Janssen’s parent company Johnson & Johnson reported its third quarter 2014 financials this week with total sales across all its divisions of $18.5bn (€15bn), up 5% year-on-year.
The firm’s topseller was Remicade (infliximab), a monoclonal antibody drug to treat rheumatoid arthritis, which saw a 7% rise in sales to $1.1bn compared to Q3 2014 pushing total sales this year past the $3bn mark.
The increase is somthing of a suprise given that, over the past eighteen months, a number of companies have been looking to take on Janssen with biosimilar versions of Remicade. In Europe, the EMA approved Celltion’s Remsima and Hospira’s Inflectra last year, while Epirus is also looking to enter Europe with its Remicade biosimilar, as well as targeting the Indian market.
J&J’s CFO Dominic Caruso remained confident about the strength of Remicade and its IP protection during a conference call this week, though said 2015 would be a significant year for Remicade in the EC as the drug’s patent expires (Celltrion’s Inflectra has already been launched in Central and Eastern Europe).
“[Outside the US] we haven't seen much of an impact, and we know that that even pricing is sort of in the 30% range down from the branded product,” he told investors (transcript here), adding he expects little impact for Remicade too.
Janssen’s anaemia drug Procrit (epoetin alfa) is already subject to biosimilar competition in Europe but Caruso said the firm has not seen “much of an impact” in Europe. Sales of the drug worldwide have been on a steady decline over the past ten years according to annual reports, from $4bn in 2003 to $1.4bn last year, though figures are not split by geography.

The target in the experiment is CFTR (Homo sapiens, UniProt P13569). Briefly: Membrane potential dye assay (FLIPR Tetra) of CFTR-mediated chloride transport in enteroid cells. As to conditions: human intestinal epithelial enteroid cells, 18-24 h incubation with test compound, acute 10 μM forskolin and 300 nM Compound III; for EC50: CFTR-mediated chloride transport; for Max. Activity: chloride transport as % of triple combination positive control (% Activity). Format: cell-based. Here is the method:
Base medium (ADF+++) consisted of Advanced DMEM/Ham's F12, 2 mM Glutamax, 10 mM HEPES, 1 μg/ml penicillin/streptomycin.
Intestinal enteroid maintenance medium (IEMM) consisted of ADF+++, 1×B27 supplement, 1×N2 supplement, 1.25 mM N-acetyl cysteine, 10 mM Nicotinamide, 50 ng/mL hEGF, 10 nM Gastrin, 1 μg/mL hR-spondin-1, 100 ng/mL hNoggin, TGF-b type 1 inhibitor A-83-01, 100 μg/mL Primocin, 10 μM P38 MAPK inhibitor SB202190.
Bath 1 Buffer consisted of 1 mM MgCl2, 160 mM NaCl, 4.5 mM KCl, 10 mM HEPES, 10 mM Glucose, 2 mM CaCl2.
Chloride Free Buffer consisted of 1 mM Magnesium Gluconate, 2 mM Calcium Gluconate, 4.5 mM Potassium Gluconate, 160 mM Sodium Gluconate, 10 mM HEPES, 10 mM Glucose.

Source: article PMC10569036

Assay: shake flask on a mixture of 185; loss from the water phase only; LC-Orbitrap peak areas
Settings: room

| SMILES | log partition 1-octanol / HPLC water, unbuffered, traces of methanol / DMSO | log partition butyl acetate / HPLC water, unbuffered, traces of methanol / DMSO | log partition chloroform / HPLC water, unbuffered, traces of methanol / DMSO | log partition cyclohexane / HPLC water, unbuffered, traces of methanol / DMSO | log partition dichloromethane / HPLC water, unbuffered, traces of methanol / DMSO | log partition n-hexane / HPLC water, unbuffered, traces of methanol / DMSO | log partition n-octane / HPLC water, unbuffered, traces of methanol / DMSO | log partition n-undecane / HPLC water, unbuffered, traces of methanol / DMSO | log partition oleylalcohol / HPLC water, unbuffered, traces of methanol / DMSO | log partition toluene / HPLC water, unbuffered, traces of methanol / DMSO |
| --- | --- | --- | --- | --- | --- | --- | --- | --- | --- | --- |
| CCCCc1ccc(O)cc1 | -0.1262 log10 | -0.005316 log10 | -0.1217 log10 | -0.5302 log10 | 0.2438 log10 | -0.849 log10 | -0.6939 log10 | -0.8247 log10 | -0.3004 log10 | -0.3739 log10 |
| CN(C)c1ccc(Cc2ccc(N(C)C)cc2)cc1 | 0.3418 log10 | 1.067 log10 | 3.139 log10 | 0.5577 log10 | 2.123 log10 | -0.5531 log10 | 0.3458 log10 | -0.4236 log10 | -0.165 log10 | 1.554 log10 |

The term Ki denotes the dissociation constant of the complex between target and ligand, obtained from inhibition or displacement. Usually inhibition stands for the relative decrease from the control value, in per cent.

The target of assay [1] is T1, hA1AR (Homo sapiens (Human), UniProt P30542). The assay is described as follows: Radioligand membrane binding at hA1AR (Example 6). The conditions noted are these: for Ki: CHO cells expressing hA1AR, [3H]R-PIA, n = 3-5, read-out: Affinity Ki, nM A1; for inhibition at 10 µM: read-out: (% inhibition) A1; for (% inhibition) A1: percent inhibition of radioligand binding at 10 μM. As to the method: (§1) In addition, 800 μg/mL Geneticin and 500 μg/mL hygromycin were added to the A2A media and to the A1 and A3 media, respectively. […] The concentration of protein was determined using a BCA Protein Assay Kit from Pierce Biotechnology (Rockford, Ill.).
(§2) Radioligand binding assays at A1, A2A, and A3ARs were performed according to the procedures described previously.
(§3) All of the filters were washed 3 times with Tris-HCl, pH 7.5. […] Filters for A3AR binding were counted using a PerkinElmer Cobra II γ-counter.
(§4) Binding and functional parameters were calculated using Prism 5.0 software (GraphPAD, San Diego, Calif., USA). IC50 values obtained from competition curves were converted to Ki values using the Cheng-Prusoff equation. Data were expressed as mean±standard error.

However, it is in the US where the advent of biosimilars could raise more of a concern. The last few months saw both the US FDA agree to review Sandoz’s version of Amgen’s Neupogen, Zarzio, indicating biosimilars could infiltrate the US market in the near future, and a successful Celltrion challenge to Remicade’s 2018 patent.
In July, the United States District Court of Massachusetts dismissed Janssen's attempts to protect Remicade's protection to 2018 by asserting patent rights and denying license requests from Celltrion.
“It's true that the Patent Office recently issued a rejection to that patent,” Caruso said, “but we have recently filed a revised amendment to that… and we don’t expect that there will be a final adjudication of the patent for several years now.
“Whether or not the biosimilar comes to market in the face of that particular patent situation is up to the competitor. But we certainly continue to believe in the strength of our patents and the validity of those patents and we’re in active discussions with the Patent Office and will pursue all available appeals and all the available avenues of jurisdiction that we have to us.”